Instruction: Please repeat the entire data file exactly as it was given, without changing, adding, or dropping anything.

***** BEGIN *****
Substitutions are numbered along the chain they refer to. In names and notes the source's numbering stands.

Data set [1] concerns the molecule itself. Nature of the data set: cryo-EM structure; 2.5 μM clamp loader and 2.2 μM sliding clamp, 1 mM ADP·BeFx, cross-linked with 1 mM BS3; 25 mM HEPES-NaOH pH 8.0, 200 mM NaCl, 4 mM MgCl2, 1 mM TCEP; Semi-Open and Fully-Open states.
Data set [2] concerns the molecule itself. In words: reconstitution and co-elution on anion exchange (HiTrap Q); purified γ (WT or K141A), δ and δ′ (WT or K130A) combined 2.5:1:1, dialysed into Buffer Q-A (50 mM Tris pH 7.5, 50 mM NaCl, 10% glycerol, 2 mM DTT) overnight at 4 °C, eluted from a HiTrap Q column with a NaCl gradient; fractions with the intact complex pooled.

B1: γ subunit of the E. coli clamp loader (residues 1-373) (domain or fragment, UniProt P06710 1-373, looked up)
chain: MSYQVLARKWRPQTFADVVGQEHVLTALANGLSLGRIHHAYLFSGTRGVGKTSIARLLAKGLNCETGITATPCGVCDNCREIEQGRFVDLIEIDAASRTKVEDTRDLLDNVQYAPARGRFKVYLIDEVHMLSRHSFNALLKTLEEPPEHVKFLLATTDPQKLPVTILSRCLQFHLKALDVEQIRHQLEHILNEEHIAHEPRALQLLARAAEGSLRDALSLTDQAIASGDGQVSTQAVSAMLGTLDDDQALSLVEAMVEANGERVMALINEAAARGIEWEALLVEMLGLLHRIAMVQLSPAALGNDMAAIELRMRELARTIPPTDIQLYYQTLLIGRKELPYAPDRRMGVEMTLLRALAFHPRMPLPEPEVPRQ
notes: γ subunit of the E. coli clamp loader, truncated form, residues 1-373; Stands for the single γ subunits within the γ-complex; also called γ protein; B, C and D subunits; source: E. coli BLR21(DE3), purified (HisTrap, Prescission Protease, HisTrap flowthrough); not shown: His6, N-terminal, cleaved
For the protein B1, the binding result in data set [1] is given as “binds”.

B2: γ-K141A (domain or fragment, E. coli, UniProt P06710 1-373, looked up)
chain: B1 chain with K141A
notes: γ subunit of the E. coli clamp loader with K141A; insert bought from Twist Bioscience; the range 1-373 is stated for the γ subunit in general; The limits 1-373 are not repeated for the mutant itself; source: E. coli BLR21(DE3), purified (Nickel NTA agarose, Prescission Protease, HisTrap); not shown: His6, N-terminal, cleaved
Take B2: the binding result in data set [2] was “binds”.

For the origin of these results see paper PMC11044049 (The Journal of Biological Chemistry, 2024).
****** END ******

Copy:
Substitutions are numbered along the chain they refer to. In names and notes the source's numbering stands.

Data set [1] concerns the molecule itself. Nature of the data set: cryo-EM structure; 2.5 μM clamp loader and 2.2 μM sliding clamp, 1 mM ADP·BeFx, cross-linked with 1 mM BS3; 25 mM HEPES-NaOH pH 8.0, 200 mM NaCl, 4 mM MgCl2, 1 mM TCEP; Semi-Open and Fully-Open states.
Data set [2] concerns the molecule itself. In words: reconstitution and co-elution on anion exchange (HiTrap Q); purified γ (WT or K141A), δ and δ′ (WT or K130A) combined 2.5:1:1, dialysed into Buffer Q-A (50 mM Tris pH 7.5, 50 mM NaCl, 10% glycerol, 2 mM DTT) overnight at 4 °C, eluted from a HiTrap Q column with a NaCl gradient; fractions with the intact complex pooled.

B1: γ subunit of the E. coli clamp loader (residues 1-373) (domain or fragment, UniProt P06710 1-373, looked up)
chain: MSYQVLARKWRPQTFADVVGQEHVLTALANGLSLGRIHHAYLFSGTRGVGKTSIARLLAKGLNCETGITATPCGVCDNCREIEQGRFVDLIEIDAASRTKVEDTRDLLDNVQYAPARGRFKVYLIDEVHMLSRHSFNALLKTLEEPPEHVKFLLATTDPQKLPVTILSRCLQFHLKALDVEQIRHQLEHILNEEHIAHEPRALQLLARAAEGSLRDALSLTDQAIASGDGQVSTQAVSAMLGTLDDDQALSLVEAMVEANGERVMALINEAAARGIEWEALLVEMLGLLHRIAMVQLSPAALGNDMAAIELRMRELARTIPPTDIQLYYQTLLIGRKELPYAPDRRMGVEMTLLRALAFHPRMPLPEPEVPRQ
notes: γ subunit of the E. coli clamp loader, truncated form, residues 1-373; Stands for the single γ subunits within the γ-complex; also called γ protein; B, C and D subunits; source: E. coli BLR21(DE3), purified (HisTrap, Prescission Protease, HisTrap flowthrough); not shown: His6, N-terminal, cleaved
For the protein B1, the binding result in data set [1] is given as “binds”.

B2: γ-K141A (domain or fragment, E. coli, UniProt P06710 1-373, looked up)
chain: B1 chain with K141A
notes: γ subunit of the E. coli clamp loader with K141A; insert bought from Twist Bioscience; the range 1-373 is stated for the γ subunit in general; The limits 1-373 are not repeated for the mutant itself; source: E. coli BLR21(DE3), purified (Nickel NTA agarose, Prescission Protease, HisTrap); not shown: His6, N-terminal, cleaved
Take B2: the binding result in data set [2] was “binds”.

For the origin of these results see paper PMC11044049 (The Journal of Biological Chemistry, 2024).